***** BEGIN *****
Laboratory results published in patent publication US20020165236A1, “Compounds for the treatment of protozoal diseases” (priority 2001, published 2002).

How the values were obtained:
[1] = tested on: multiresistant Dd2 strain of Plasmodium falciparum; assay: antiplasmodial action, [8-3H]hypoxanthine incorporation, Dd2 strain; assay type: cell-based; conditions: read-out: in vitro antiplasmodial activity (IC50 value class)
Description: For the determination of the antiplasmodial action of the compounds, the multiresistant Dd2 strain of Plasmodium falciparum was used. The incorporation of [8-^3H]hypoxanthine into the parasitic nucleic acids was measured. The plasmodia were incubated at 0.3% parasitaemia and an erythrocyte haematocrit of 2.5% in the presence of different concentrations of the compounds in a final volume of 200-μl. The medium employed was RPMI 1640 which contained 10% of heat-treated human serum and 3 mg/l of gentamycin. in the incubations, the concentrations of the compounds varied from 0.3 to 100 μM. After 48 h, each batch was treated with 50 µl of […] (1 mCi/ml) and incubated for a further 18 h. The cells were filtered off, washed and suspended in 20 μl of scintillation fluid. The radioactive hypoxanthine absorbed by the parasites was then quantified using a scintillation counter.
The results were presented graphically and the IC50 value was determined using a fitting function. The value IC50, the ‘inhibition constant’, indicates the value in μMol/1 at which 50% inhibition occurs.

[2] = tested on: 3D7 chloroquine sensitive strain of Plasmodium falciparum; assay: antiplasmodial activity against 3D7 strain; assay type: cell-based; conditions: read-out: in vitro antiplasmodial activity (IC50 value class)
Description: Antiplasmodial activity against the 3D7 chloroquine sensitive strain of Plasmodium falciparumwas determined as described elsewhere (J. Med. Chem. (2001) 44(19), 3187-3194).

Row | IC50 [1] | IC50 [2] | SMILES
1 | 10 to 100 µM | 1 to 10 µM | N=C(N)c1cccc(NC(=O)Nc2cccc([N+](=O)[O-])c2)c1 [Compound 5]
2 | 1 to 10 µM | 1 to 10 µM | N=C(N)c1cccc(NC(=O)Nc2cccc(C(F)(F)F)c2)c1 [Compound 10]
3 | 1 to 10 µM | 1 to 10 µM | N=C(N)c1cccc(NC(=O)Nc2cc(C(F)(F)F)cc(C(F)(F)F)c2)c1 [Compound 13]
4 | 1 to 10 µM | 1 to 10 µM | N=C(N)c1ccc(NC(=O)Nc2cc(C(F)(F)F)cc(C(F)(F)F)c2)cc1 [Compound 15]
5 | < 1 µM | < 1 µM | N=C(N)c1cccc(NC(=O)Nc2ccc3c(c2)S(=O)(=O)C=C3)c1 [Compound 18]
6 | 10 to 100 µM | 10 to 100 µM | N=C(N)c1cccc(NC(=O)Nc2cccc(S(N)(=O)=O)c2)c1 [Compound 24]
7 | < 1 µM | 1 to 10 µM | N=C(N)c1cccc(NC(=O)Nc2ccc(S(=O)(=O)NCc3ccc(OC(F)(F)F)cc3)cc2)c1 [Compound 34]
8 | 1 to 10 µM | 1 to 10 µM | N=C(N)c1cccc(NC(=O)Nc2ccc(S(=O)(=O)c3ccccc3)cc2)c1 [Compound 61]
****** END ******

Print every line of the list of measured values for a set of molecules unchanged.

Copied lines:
Laboratory results published in patent publication US20020165236A1, “Compounds for the treatment of protozoal diseases” (priority 2001, published 2002).

How the values were obtained:
[1] = tested on: multiresistant Dd2 strain of Plasmodium falciparum; assay: antiplasmodial action, [8-3H]hypoxanthine incorporation, Dd2 strain; assay type: cell-based; conditions: read-out: in vitro antiplasmodial activity (IC50 value class)
Description: For the determination of the antiplasmodial action of the compounds, the multiresistant Dd2 strain of Plasmodium falciparum was used. The incorporation of [8-^3H]hypoxanthine into the parasitic nucleic acids was measured. The plasmodia were incubated at 0.3% parasitaemia and an erythrocyte haematocrit of 2.5% in the presence of different concentrations of the compounds in a final volume of 200-μl. The medium employed was RPMI 1640 which contained 10% of heat-treated human serum and 3 mg/l of gentamycin. in the incubations, the concentrations of the compounds varied from 0.3 to 100 μM. After 48 h, each batch was treated with 50 µl of […] (1 mCi/ml) and incubated for a further 18 h. The cells were filtered off, washed and suspended in 20 μl of scintillation fluid. The radioactive hypoxanthine absorbed by the parasites was then quantified using a scintillation counter.
The results were presented graphically and the IC50 value was determined using a fitting function. The value IC50, the ‘inhibition constant’, indicates the value in μMol/1 at which 50% inhibition occurs.

[2] = tested on: 3D7 chloroquine sensitive strain of Plasmodium falciparum; assay: antiplasmodial activity against 3D7 strain; assay type: cell-based; conditions: read-out: in vitro antiplasmodial activity (IC50 value class)
Description: Antiplasmodial activity against the 3D7 chloroquine sensitive strain of Plasmodium falciparumwas determined as described elsewhere (J. Med. Chem. (2001) 44(19), 3187-3194).

Row | IC50 [1] | IC50 [2] | SMILES
1 | 10 to 100 µM | 1 to 10 µM | N=C(N)c1cccc(NC(=O)Nc2cccc([N+](=O)[O-])c2)c1 [Compound 5]
2 | 1 to 10 µM | 1 to 10 µM | N=C(N)c1cccc(NC(=O)Nc2cccc(C(F)(F)F)c2)c1 [Compound 10]
3 | 1 to 10 µM | 1 to 10 µM | N=C(N)c1cccc(NC(=O)Nc2cc(C(F)(F)F)cc(C(F)(F)F)c2)c1 [Compound 13]
4 | 1 to 10 µM | 1 to 10 µM | N=C(N)c1ccc(NC(=O)Nc2cc(C(F)(F)F)cc(C(F)(F)F)c2)cc1 [Compound 15]
5 | < 1 µM | < 1 µM | N=C(N)c1cccc(NC(=O)Nc2ccc3c(c2)S(=O)(=O)C=C3)c1 [Compound 18]
6 | 10 to 100 µM | 10 to 100 µM | N=C(N)c1cccc(NC(=O)Nc2cccc(S(N)(=O)=O)c2)c1 [Compound 24]
7 | < 1 µM | 1 to 10 µM | N=C(N)c1cccc(NC(=O)Nc2ccc(S(=O)(=O)NCc3ccc(OC(F)(F)F)cc3)cc2)c1 [Compound 34]
8 | 1 to 10 µM | 1 to 10 µM | N=C(N)c1cccc(NC(=O)Nc2ccc(S(=O)(=O)c3ccccc3)cc2)c1 [Compound 61]